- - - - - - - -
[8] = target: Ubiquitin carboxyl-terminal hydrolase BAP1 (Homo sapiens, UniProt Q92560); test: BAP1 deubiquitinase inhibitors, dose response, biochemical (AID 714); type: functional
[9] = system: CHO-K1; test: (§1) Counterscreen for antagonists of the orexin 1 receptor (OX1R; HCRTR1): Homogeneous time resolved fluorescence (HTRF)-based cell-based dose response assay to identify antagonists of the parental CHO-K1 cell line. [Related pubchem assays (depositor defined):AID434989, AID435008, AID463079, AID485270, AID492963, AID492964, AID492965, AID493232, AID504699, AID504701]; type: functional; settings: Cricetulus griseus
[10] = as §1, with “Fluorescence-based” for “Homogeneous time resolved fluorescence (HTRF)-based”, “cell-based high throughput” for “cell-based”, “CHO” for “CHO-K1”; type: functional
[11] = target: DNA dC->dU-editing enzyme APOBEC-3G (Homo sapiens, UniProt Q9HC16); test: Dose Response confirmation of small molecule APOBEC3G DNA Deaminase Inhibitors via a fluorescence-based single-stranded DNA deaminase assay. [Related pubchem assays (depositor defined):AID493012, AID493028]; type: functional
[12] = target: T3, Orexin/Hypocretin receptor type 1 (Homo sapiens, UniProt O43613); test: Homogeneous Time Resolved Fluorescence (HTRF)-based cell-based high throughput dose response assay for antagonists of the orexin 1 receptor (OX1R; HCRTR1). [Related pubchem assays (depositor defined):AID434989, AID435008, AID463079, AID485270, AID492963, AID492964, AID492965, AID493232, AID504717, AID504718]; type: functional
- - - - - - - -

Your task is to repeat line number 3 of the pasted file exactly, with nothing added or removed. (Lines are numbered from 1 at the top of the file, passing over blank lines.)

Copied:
[10] = as §1, with “Fluorescence-based” for “Homogeneous time resolved fluorescence (HTRF)-based”, “cell-based high throughput” for “cell-based”, “CHO” for “CHO-K1”; type: functional